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Week 8 NFL Injury Report: The Curious Case of Julian Edelman

Nic Civale is a Doctor of Physical Therapy and former NCAA Division I athlete. This week’s NFL Injury Report focuses on fantasy-relevant players who are likely to miss multiple weeks, and how to handle their absences. A large part of roster strategy is knowing what to expect from your players, so let’s take a deep dive into this week’s most relevant long term injuries.

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Week 8 NFL Injury Report

Kenyan Drake, RB, ARI

Kenyan Drake will miss “a few weeks,” per Adam Schefter, after sustaining an ankle injury. Fracture and high ankle sprain have been ruled out and it has been classified as an ankle ligament injury. Based on the way the play ended, and the way Drake fell, I would assume the ligament that was injured was the commonly sprained, anterior talofibular ligament (ATFL).

This ligament is injured with an inversion sprain, or commonly referred to as a “rolled ankle.” The lateral ankle gets stretched intensely as the side of the foot approaches the ground. The ATFL is responsible for making sure the ankle doesn’t collapse on itself when this happens. In this case, it appears as if Drake has slightly torn this ligament. It will take 2-3 weeks for the swelling to subside, and additional rehab to make sure the surrounding musculature is strengthened appropriately.

Certainly, the Cardinals will want their talented tailback on the field as soon as possible, but he will have to demonstrate the ability to perform cuts and jukes without pain. He will be taped up significantly, which does indeed help. Those managers who were lucky enough to snag Chase Edwards in the draft/waiver wire, now is the time to play him.

When Drake comes back, it will be interesting to see if Drake is schemed into fewer passing plays and toss plays while being designated more for single cut runs and draw plays, where lateral movements are less frequent.

Julian Edelman, WR, NE

Julian Edelman’s season has been filled with mystery since before he even stepped on the field. Week after week, he has been a limited participant in all practices. He has only the 3rd-highest snap count of NE receivers, and his injuries have been described with as little words as possible, in classic Patriots tradition.

All of these factors make it hard to definitively state what is the exact problem, but there is one explanation I’d be willing to be on…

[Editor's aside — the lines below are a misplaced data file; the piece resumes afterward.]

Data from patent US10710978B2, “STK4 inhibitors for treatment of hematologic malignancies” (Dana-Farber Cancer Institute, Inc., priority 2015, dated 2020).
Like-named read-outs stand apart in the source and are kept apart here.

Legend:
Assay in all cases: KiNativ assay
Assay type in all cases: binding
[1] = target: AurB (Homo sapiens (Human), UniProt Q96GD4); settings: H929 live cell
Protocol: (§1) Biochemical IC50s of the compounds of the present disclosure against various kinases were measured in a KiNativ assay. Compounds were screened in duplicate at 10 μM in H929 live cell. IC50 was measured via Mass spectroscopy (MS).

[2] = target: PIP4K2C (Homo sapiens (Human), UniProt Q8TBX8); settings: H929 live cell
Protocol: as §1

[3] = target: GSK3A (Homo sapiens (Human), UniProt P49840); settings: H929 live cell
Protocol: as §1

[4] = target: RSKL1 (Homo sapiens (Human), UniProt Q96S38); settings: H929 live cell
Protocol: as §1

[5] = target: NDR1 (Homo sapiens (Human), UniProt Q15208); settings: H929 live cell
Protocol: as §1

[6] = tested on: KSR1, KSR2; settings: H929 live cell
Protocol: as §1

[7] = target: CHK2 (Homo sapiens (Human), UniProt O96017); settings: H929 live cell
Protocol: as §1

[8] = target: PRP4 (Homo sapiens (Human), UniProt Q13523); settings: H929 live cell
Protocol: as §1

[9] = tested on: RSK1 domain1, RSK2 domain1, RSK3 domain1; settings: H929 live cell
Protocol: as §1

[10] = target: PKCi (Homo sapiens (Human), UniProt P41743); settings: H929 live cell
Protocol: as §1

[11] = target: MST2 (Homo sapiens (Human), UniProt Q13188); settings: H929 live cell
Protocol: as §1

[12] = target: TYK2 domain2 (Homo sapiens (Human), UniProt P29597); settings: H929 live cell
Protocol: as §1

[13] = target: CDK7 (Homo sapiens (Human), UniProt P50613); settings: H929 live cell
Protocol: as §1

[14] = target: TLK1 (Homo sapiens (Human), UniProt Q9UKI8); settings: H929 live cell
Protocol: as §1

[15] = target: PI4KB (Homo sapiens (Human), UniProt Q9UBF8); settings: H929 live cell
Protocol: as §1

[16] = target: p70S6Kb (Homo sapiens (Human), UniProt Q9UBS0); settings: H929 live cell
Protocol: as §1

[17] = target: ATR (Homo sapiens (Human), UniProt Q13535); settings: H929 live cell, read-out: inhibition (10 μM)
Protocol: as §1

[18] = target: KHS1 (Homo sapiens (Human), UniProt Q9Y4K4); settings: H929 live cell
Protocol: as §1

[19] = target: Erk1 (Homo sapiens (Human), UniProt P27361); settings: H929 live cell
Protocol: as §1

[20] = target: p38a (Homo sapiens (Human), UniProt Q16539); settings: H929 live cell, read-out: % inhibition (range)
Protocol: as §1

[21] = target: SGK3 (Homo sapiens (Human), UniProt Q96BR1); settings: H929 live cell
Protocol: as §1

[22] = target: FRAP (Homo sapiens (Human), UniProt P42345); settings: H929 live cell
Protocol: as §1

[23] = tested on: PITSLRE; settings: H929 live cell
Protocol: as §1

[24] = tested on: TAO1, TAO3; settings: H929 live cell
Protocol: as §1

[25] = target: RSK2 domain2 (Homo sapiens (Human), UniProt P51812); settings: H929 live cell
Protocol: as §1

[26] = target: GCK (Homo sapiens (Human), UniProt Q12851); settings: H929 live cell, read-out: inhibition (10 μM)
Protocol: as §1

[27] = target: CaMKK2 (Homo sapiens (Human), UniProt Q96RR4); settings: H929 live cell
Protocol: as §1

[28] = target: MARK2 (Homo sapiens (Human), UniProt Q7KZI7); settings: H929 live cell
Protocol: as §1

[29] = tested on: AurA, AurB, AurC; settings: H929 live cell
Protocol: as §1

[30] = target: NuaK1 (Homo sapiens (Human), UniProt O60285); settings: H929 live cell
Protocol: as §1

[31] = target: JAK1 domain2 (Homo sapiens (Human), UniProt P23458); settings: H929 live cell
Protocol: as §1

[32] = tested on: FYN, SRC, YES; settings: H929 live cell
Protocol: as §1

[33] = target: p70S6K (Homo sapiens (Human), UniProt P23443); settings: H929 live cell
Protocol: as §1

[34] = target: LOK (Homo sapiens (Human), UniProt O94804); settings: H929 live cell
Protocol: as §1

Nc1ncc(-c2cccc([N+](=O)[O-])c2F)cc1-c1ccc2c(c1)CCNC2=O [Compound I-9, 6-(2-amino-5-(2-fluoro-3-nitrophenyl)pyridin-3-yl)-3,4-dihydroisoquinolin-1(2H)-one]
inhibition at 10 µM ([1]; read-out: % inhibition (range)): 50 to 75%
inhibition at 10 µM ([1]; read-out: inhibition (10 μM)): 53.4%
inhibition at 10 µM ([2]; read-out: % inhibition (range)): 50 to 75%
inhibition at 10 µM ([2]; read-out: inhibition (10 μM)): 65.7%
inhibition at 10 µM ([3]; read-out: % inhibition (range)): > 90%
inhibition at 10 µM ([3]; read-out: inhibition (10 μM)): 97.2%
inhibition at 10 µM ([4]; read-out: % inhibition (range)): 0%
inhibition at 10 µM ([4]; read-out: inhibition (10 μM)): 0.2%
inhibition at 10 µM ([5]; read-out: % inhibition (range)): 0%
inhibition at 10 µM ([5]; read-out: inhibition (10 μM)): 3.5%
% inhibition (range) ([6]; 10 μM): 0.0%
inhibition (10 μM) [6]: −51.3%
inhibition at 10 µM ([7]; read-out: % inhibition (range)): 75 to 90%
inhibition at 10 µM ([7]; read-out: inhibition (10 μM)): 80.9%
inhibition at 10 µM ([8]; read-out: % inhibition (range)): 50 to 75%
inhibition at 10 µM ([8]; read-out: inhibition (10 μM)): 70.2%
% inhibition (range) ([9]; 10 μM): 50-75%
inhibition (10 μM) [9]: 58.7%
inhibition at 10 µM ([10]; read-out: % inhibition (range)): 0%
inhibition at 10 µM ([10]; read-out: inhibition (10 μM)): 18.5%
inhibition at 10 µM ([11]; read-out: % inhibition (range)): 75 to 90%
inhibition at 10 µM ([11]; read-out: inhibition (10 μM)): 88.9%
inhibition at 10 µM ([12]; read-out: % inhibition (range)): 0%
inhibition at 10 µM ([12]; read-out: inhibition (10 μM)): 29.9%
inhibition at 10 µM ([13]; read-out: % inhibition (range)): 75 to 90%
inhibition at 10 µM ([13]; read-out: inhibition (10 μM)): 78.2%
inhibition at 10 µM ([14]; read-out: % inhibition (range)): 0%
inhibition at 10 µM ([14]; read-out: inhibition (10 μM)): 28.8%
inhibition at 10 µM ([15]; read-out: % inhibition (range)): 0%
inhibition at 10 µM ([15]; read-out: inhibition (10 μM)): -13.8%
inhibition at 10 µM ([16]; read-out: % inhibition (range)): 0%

The clues we have are limited, but do narrow down the possibilities:

1) Edelman has dealt with lingering issues all year, presumably getting worse, triggering a surgery

2) Per Michael Giardi of Comcast SportsNet New England, the knee is “bone on bone.”

3) Multiple reports state Edelman will miss multiple weeks, but the surgery is not season ending.

(Clues 1-3 lead me to believe that osteoarthritis and knee meniscectomy (meniscus removal) may be the most likely procedures.Arthritis and meniscus injuries can both be very painful, and require minor surgeries to help relieve pain. The final clue seems to clear things up slightly.)

4) Per Adam Schefter, the procedure was a “precautionary standard knee procedure.”

This final clue leads me to believe the cause of the surgery was more likely an ailing meniscus. A “precautionary procedure” does not describe an arthroscopic surgery for osteoarthritis; that would be more of reactionary procedure in response to gradual degradation of bone. It does, however, describe a meniscectomy.  When a meniscus is partially torn, it can be more effective, IN THE SHORT TERM, to remove the entirety of the meniscus. An athlete can return to play in about 2-3 weeks following this procedure, whereas a meniscus repair would require around 6-8. If Edelman did indeed undergo meniscectomy, the long term ramifications will be that he is more likely to experience more severe arthritis in the future.

Ultimately, we do not know for sure what Edelman had surgically done to his knee, but meniscectomy remains a reasonable guess. The meniscus, if torn, can deplete agility, stability, power, and be especially painful. This would explain the lack of production and decreased snap counts in the 2020 season.

Either way, this may be the reason to finally cut Edelman if you’ve been holding on to him. On the other hand, you may see this as an interesting buying opportunity in a few weeks prior to his return. If he can return to play without the pain he had been experiencing all year, an uptick in production would not be surprising.

If you found Nic’s Week 8 NFL Injury Report helpful, make sure to check out the rest of our NFL Week 8 Slate of Analysis.

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